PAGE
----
• Detoxification and management of opioid addictionWhile it is true methadone can be used to help individuals addicted to opiates, including prescription medications (e.g., oxycodone, fentanyl, morphine) and non-prescription (e.g., heroin), it is also a very powerful pain reliever. As a pain reliever, your doctor may have you take it every 6-8 hours (for treatment of dependence it is taken one time every day).Many side effects of methadone are similar to other opioids including constipation, nausea, and respiratory depression (trouble breathing). With prolonged use, you may become tolerant, meaning you may require higher doses to achieve the same analgesic effect. Methadone, especially at higher doses, can cause irregular heartbeats (arrhythmias). Much of the negative press surrounding methadone in recent years is related to the potential to cause arrhythmias. Current research indicates that your risk of developing arrhythmias may be predictable. Your doctor may perform tests (like an ECG) prior to initiating therapy to help determine if you are at risk for developing this complication. In addition, your doctor may perform follow up monitoring of your heart’s response to the medication. While you are taking methadone, it is important to have your prescriptions filled at a pharmacy which is aware you are taking methadone: there are medications that can increase the likelihood of developing arrhythmias which you should avoid while taking methadone. In addition, it is important to let your doctor know what medications you are already taking to determine if methadone is an appropriate medication for you.There are benefits to using methadone as an analgesic. Methadone may offer benefits in the treatment of chronic pain over other opioid medications. While most opioids offer pain relief by acting at “mu” receptors, methadone is also thought to act at “NMDA” receptors. By also working at the NMDA receptor, methadone may offer these benefits:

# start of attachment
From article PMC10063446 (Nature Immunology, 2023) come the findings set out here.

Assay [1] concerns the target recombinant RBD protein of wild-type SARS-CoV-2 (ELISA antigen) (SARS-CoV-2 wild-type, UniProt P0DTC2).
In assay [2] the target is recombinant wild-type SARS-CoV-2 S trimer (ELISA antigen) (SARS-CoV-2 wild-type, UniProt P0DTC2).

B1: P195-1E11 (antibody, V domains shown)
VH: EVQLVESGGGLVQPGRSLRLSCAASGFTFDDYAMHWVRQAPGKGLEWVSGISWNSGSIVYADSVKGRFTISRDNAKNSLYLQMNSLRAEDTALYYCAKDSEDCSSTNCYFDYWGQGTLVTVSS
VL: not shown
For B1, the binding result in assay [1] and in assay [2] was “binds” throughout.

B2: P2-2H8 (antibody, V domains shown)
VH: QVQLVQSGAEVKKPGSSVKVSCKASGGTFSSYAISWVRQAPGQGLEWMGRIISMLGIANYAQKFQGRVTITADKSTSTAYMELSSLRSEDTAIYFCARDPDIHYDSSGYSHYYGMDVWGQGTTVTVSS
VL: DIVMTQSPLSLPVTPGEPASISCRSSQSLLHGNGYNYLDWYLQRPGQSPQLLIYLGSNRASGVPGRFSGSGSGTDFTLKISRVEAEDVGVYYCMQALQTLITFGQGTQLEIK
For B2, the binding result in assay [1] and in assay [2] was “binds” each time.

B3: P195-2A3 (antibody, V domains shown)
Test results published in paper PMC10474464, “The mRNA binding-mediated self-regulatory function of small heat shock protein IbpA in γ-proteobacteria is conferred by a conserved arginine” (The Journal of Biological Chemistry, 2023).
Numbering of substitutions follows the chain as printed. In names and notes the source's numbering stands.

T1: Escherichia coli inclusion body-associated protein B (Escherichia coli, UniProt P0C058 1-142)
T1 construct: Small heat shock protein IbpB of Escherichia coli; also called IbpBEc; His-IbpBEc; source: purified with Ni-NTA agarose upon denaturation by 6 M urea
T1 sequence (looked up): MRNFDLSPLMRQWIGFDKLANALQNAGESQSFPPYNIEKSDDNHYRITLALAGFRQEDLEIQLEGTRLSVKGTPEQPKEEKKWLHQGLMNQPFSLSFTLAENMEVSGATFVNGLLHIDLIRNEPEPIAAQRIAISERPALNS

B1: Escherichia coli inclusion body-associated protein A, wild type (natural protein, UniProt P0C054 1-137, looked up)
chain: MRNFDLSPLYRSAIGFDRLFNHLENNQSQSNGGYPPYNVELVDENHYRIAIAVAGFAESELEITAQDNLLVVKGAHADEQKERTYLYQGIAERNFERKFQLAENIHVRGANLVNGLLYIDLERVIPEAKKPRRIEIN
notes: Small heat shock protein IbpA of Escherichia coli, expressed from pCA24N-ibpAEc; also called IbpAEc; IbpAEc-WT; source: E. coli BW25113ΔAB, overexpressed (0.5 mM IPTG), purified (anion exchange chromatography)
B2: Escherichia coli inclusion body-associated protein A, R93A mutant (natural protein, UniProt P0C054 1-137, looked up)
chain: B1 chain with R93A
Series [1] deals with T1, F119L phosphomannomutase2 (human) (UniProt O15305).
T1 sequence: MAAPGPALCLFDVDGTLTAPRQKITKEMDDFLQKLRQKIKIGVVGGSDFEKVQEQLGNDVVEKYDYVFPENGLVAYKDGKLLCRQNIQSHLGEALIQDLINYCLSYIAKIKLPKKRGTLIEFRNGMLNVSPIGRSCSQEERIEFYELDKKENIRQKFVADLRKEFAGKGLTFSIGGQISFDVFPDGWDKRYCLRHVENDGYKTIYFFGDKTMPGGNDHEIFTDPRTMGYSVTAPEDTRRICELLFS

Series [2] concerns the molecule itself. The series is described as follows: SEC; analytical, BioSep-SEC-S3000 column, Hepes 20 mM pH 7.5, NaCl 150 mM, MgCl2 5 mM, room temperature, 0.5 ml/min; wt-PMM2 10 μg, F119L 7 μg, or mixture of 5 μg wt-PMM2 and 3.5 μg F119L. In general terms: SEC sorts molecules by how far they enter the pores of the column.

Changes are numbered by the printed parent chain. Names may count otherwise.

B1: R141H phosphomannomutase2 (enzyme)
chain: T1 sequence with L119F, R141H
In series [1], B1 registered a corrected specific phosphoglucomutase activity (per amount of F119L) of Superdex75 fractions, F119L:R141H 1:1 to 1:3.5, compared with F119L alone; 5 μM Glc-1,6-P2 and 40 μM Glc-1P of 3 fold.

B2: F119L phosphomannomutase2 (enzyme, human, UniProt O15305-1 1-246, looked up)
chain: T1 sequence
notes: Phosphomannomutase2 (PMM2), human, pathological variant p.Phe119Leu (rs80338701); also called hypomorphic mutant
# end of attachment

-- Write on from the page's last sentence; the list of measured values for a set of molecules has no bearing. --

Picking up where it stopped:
• Suppress nerve sensitization which helps to decrease your response to painful stimuli
      Help to prevent tolerance to the pain relieving effects of opioids
    • It is important to take this medication as your doctor prescribes it. The full effects of this medication may not be apparent immediately; do not take additional doses if you do not think it is providing adequate relief. If you miss a dose, do not take an extra dose. Your doctor will adjust your dose slowly to make sure that you tolerate it well. This medication is generally safe to use to treat chronic pain conditions, however, you must:
      • Make sure your health care provider is aware of your entire medical history